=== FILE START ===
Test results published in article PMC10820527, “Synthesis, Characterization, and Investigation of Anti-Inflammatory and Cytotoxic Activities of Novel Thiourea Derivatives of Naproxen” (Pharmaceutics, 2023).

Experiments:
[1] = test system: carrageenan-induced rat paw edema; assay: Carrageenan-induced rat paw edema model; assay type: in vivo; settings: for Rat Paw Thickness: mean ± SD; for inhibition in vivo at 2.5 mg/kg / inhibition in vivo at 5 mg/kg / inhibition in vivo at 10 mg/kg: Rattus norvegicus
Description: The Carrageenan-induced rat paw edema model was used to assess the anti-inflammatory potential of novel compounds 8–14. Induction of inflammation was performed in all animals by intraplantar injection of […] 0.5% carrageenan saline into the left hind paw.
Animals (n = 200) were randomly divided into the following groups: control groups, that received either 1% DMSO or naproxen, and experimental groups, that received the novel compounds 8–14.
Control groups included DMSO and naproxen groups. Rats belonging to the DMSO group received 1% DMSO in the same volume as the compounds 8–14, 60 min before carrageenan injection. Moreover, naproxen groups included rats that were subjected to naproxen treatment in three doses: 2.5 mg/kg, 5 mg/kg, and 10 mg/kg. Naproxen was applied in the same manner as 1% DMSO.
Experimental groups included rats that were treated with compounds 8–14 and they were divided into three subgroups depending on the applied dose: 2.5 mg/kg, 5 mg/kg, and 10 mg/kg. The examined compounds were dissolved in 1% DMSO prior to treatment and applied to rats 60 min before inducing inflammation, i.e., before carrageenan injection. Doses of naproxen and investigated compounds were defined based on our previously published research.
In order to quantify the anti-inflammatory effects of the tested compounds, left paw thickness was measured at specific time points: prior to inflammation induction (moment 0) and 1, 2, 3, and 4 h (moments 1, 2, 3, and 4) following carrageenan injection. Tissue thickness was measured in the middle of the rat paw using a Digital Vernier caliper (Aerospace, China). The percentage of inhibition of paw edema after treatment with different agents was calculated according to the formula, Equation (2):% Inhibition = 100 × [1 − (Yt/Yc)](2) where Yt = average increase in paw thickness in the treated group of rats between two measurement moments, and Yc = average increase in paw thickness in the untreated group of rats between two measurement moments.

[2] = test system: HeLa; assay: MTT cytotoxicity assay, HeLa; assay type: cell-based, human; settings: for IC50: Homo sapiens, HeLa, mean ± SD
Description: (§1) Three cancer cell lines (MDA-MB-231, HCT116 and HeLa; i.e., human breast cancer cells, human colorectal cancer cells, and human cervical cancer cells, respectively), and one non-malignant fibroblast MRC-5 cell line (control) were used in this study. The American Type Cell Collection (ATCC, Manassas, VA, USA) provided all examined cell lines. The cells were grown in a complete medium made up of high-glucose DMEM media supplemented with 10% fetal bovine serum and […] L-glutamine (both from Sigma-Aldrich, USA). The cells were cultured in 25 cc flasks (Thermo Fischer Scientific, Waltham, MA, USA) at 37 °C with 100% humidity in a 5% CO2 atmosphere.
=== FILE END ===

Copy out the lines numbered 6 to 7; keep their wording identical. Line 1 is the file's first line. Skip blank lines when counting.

Control groups included DMSO and naproxen groups. Rats belonging to the DMSO group received 1% DMSO in the same volume as the compounds 8–14, 60 min before carrageenan injection. Moreover, naproxen groups included rats that were subjected to naproxen treatment in three doses: 2.5 mg/kg, 5 mg/kg, and 10 mg/kg. Naproxen was applied in the same manner as 1% DMSO.
Experimental groups included rats that were treated with compounds 8–14 and they were divided into three subgroups depending on the applied dose: 2.5 mg/kg, 5 mg/kg, and 10 mg/kg. The examined compounds were dissolved in 1% DMSO prior to treatment and applied to rats 60 min before inducing inflammation, i.e., before carrageenan injection. Doses of naproxen and investigated compounds were defined based on our previously published research.